• It also means that while it can feel like everyone is participating in facebook or instagram,

  • in fact billions of people are not part of those conversations.

  • Still, the barrier for creating and retrieving information is much lower than it was a generation

  • ago.

  • Like, when I was a kid, if you wanted to share an opinion with the public, you wrote a letter

  • to the newspaper and hoped they would publish it.

  • There was no other way for a stranger to hear your story or your perspective.

  • Furthermore, as you already know from the three DMs you've answered since you started

  • this video, the internet changed how we communicate.

  • We can talk across time and space.

  • We can connect across geographical and political boundaries, we can create organizations and

  • communities, find people with similar interests, or we can lift people up when they feel alone.

  • But, when information flows this freely, dangers are inevitable.

  • Misinformation -- unintentionally incorrect information -- and disinformation -- information

  • that's wrong on purpose -- spread quickly online.

  • As do hate speech and propaganda.

  • Plus, we can easily create online worlds where we only see information we already agree with,

  • or that lines up with our point of view.

  • For instance, if I only followed people on Twitter who were Team Blake, I would have

  • been pretty blindsided when Garrett won The Bachelorette.

  • The same could be said for, say, actual elections.

  • And because we use information for all kinds of decisions, misinformation and disinformation

  • are powerful.

  • This is true for small everyday decisions--restaurant reviews affect where we eat--and for much

  • larger issues, like choosing a college to attend or a place to work..

  • The quality of our information directly shapes the quality of our decisions.

  • And the quality of our decisions, of course, shapes the quality of our shared experience

  • as humans So, when we talk about [air quotes] “bad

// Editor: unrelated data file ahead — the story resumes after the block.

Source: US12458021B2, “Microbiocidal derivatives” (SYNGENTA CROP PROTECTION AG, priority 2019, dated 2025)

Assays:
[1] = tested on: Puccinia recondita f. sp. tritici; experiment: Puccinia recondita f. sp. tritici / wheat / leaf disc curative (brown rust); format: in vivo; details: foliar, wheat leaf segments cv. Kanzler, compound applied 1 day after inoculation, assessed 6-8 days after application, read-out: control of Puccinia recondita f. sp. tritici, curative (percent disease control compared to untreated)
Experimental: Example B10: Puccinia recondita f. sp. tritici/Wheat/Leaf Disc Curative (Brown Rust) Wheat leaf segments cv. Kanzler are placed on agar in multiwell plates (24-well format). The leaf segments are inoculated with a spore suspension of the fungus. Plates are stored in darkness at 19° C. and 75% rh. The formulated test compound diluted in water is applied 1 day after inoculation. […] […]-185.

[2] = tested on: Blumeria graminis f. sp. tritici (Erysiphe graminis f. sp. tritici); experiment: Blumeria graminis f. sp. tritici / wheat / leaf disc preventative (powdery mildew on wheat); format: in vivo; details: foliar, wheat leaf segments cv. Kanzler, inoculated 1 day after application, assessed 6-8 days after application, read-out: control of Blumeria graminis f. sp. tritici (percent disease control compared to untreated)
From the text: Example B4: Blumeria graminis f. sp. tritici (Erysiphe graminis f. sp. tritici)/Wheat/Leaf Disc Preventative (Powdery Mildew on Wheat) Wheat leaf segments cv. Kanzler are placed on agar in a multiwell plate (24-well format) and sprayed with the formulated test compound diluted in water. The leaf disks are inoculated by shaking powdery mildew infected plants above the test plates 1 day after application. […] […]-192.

• or questionable information, that includes fake news.

  • The kind of news reporting that is /totally/ false.

  • Which is a huge problem, especially on social media and during breaking news events.

  • And it's a problem across all political ideologies and perspectives.

  • But we're not just talking about fake news.

  • We're also talking about information that isn't credible because the author of that

  • content isn't an authority on the topic.

  • Take a blog of serious-sounding fitness tips from someone who loves gym selfies but isn't

  • qualified to give professional health advice.

  • We're also talking about information that comes from writers or organizations that have

  • something to lose from the whole truth.

  • Like a company that sells toasters creating BestToasters.com to publish lists of thebest

  • toasters, with their brand at the top of every list.

  • Or friends who conveniently find videos that supposedly [air quotes] “provegif is

  • pronounced gif when you know that gif is pronounced gif.

  • But the thing is, quality of information lies on a spectrum.

  • It's not a duality, good information and bad information.

  • It is our job to evaluate the information that we receive, find out where it falls on

  • that spectrum, and decide how to use it going forward.

  • But as a species, we are not particularly good at judging the quality of information

  • on the internet.

  • In fact, we've always been bad at it.

  • In 2002, a study with over 2,000 participants[1] reported that a website's /design/ was the

  • most frequently mentioned factor in judging a website's credibility.

  • When asked to choose which of two sites was more credible, 46% of participants used the

  • look of the website in their evaluations.

  • Adults and young people alike still typically evaluate information based on factors unrelated

  • to its content: how it looks, whether they've used it before or who referred them to it.

  • In 2016, our friends at the Stanford History Education Group released a study of over 7,000

  • middle school, high school, and college students.

  • When asked to evaluate online information, they based their evaluations on a site's

  • look and feel.

  • They focused on things that a website creator could easily change, like the URL or the About

  • page.

  • Spoiler alert: that technique doesn't work well.

  • One of the things that participants had to do was judge minimumwage.com, a site about

  • -- you guessed it -- the minimum wage.

  • It claimed to bust myths behind the minimum wage, listing ways that raising it would hurt

  • the economy.

  • Many students never discovered that that site was by a public relations firm working for

  • a group that wants to keep minimum wages low.

  • The firm represents industries that stand to benefit from paying employees less.

  • In other words, the creator of this website has something to lose by telling both sides